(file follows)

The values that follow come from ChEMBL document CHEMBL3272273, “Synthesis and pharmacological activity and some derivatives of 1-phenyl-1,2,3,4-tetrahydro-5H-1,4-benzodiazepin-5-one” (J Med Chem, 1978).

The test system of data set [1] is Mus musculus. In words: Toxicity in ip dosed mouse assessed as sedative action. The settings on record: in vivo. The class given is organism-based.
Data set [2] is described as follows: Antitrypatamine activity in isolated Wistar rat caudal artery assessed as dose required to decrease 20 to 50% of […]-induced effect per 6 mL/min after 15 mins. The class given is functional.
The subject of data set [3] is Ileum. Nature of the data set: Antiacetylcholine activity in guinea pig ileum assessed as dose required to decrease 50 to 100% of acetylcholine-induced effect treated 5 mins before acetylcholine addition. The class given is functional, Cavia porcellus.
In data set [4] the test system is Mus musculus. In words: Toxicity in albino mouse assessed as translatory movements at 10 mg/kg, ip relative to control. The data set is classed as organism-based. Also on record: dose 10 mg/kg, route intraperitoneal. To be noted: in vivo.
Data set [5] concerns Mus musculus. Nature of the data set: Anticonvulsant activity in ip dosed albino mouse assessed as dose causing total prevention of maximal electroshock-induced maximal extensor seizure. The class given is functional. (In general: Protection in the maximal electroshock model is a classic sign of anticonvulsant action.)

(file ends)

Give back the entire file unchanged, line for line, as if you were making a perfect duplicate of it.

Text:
The values that follow come from ChEMBL document CHEMBL3272273, “Synthesis and pharmacological activity and some derivatives of 1-phenyl-1,2,3,4-tetrahydro-5H-1,4-benzodiazepin-5-one” (J Med Chem, 1978).

The test system of data set [1] is Mus musculus. In words: Toxicity in ip dosed mouse assessed as sedative action. The settings on record: in vivo. The class given is organism-based.
Data set [2] is described as follows: Antitrypatamine activity in isolated Wistar rat caudal artery assessed as dose required to decrease 20 to 50% of […]-induced effect per 6 mL/min after 15 mins. The class given is functional.
The subject of data set [3] is Ileum. Nature of the data set: Antiacetylcholine activity in guinea pig ileum assessed as dose required to decrease 50 to 100% of acetylcholine-induced effect treated 5 mins before acetylcholine addition. The class given is functional, Cavia porcellus.
In data set [4] the test system is Mus musculus. In words: Toxicity in albino mouse assessed as translatory movements at 10 mg/kg, ip relative to control. The data set is classed as organism-based. Also on record: dose 10 mg/kg, route intraperitoneal. To be noted: in vivo.
Data set [5] concerns Mus musculus. Nature of the data set: Anticonvulsant activity in ip dosed albino mouse assessed as dose causing total prevention of maximal electroshock-induced maximal extensor seizure. The class given is functional. (In general: Protection in the maximal electroshock model is a classic sign of anticonvulsant action.)